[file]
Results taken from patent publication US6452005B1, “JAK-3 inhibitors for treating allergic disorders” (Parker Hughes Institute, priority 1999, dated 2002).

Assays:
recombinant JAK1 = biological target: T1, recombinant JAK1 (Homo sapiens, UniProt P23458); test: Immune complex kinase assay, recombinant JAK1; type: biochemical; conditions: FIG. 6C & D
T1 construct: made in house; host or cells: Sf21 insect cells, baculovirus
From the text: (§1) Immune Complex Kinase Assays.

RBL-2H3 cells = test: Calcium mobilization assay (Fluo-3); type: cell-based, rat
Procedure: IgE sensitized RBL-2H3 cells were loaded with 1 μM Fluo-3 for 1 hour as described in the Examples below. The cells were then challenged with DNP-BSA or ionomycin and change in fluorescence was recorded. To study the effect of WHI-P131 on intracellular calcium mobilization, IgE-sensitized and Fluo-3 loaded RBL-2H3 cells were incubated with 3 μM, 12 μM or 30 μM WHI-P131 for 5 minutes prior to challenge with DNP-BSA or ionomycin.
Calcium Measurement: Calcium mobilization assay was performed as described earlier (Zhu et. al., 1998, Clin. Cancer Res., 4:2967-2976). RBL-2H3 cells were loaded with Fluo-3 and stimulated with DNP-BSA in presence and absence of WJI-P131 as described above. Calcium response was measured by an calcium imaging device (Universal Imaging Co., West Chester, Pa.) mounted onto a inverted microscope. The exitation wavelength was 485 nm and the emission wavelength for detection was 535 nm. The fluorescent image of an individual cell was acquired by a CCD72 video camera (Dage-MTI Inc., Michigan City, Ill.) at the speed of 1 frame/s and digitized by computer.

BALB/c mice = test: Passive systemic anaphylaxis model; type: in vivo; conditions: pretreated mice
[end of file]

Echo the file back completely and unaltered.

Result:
Results taken from patent publication US6452005B1, “JAK-3 inhibitors for treating allergic disorders” (Parker Hughes Institute, priority 1999, dated 2002).

Assays:
recombinant JAK1 = biological target: T1, recombinant JAK1 (Homo sapiens, UniProt P23458); test: Immune complex kinase assay, recombinant JAK1; type: biochemical; conditions: FIG. 6C & D
T1 construct: made in house; host or cells: Sf21 insect cells, baculovirus
From the text: (§1) Immune Complex Kinase Assays.

RBL-2H3 cells = test: Calcium mobilization assay (Fluo-3); type: cell-based, rat
Procedure: IgE sensitized RBL-2H3 cells were loaded with 1 μM Fluo-3 for 1 hour as described in the Examples below. The cells were then challenged with DNP-BSA or ionomycin and change in fluorescence was recorded. To study the effect of WHI-P131 on intracellular calcium mobilization, IgE-sensitized and Fluo-3 loaded RBL-2H3 cells were incubated with 3 μM, 12 μM or 30 μM WHI-P131 for 5 minutes prior to challenge with DNP-BSA or ionomycin.
Calcium Measurement: Calcium mobilization assay was performed as described earlier (Zhu et. al., 1998, Clin. Cancer Res., 4:2967-2976). RBL-2H3 cells were loaded with Fluo-3 and stimulated with DNP-BSA in presence and absence of WJI-P131 as described above. Calcium response was measured by an calcium imaging device (Universal Imaging Co., West Chester, Pa.) mounted onto a inverted microscope. The exitation wavelength was 485 nm and the emission wavelength for detection was 535 nm. The fluorescent image of an individual cell was acquired by a CCD72 video camera (Dage-MTI Inc., Michigan City, Ill.) at the speed of 1 frame/s and digitized by computer.

BALB/c mice = test: Passive systemic anaphylaxis model; type: in vivo; conditions: pretreated mice